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Accommodating Guests with Disabilities

One way to expand your business is to be on the leading edge of growing markets. According to the World Bank, one billion people (15% of the world’s population) experience some form of disability, with one-fifth (between 110 million and 190 million people) experiencing significant disabilities. With medical advances people are living longer in general and will likely need  accommodations.

What can you do to make sure your restaurant is as welcoming and physically accessible to the greatest segment of the population?

Keep People With Disabilities in Mind when Planning or Building out Your Space

Steps and stairs are roadblocks for many. Consider ways to design your space with accessibility in mind. Doorways should be large enough to accommodate wheelchairs.  Sturdy furniture helps those that need to lean on a steady table or chair to get up. Chairs that accommodate people of any size, and can be moved away from a table create access for those who choose to dine in a wheelchair. Wide doors to access your washrooms are necessary, as well as enough space for the person with the disability and a caretaker if needed. Security bars welded firmly to the walls are helpful for many people. In addition to air hand dryers, have hand towels available for those that cannot use an apparatus where a button needs to be pushed or hands need to be placed inside the receptacle. Ask your vendors what products they can recommend to you that will accommodate the most people. Making your washrooms gender neutral is an easy way to accommodate all, no need to wait for a regulation to be stipulated.

Technological Tools Help

Set the font on your table top tablet to a large size font that many people will be able to read easily. It just may help your patrons make their selections quickly. If there is an audio option, let your patron know about it. Photographs are an easy way to communicate menu selections and communicate easily to people where English is a second language or world travelers. Remember, here too, to ask your suppliers what technological advancements they might have to offer as you upgrade your technology.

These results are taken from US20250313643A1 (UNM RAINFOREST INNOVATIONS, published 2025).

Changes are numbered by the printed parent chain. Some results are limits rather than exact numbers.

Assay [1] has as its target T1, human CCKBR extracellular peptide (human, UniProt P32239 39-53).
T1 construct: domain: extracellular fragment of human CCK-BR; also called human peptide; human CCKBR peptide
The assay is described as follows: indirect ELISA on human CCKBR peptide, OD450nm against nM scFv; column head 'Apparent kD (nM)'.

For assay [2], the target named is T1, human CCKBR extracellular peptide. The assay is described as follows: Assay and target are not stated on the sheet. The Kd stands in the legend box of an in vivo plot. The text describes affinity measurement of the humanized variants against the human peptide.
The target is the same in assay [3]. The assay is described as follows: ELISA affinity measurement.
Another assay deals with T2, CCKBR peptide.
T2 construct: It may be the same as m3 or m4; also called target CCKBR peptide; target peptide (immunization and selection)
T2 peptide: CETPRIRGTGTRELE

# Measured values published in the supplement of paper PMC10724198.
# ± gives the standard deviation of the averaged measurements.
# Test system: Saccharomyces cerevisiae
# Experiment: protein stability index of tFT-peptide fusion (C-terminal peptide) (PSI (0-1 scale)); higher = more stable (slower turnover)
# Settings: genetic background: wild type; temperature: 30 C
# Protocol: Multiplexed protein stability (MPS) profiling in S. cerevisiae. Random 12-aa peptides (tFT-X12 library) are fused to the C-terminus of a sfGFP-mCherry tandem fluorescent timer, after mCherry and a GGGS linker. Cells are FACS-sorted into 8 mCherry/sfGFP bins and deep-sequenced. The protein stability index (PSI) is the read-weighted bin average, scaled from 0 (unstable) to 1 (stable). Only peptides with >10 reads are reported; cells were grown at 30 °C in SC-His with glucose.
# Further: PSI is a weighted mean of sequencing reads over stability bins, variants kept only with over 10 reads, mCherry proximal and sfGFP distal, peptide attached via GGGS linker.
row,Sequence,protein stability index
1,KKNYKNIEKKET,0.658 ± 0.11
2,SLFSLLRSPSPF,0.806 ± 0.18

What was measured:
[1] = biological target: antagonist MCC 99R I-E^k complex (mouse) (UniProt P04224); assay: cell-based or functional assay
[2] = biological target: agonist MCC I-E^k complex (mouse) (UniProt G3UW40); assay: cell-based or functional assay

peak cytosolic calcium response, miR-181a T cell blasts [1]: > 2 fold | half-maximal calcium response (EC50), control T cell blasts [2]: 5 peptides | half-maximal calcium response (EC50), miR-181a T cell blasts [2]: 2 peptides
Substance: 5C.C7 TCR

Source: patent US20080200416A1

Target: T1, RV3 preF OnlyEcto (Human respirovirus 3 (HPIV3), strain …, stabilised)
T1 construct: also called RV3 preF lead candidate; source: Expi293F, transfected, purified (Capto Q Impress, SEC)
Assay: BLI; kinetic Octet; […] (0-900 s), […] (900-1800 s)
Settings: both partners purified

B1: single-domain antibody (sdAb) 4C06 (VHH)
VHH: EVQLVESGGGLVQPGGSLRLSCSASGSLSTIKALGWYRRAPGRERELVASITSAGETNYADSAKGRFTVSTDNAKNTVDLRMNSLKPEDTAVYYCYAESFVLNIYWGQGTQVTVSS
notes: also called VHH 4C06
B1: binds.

Train your Staff to be Aware

The greeting at the Host stand sets the stage for an exceptional experience. Remind your Host and Servers to address all patrons when welcoming them into your restaurant, especially if someone is with a caretaker.  If a patron is in a wheelchair, ask if they’d like to dine in the chair. If the patron is using a cane or a walker after the patron is seated ask if removing the aid would allow them to better enjoy their meal. Let them know the server or busser will bring it back whenever they are ready. While your staff may be aware other patrons may not be. If a therapy animal is present, your staff should readily intrude if a child or patron attempts to engage with the animal. A great line to use is “that animal has a job and is working right now. We cannot play with or pet it”

Measure Your Success

JJ’s List, in Chicago, is a firm that provides training with disability players to help organizations understand how to successfully interact with this growing segment of the marketplace. JJ’s List offers a rating system using a emoticon system for people with disabilities to rate establishments on the following criteria:

  • Was the Business physically accessible
  • Helpful with assistance or accommodation
  • Welcoming & Friendly
  • An employer of people with disabilities
  • Respectful
  • Did the staff provide flexible service
  • Give Choices
  • Meet your needs
  • Give extra time
  • Talk directly to the person with the disability

 Wise use of planning, technology and training to accommodate the needs of this growing population will unquestionably affect your bottom line with increased business.  

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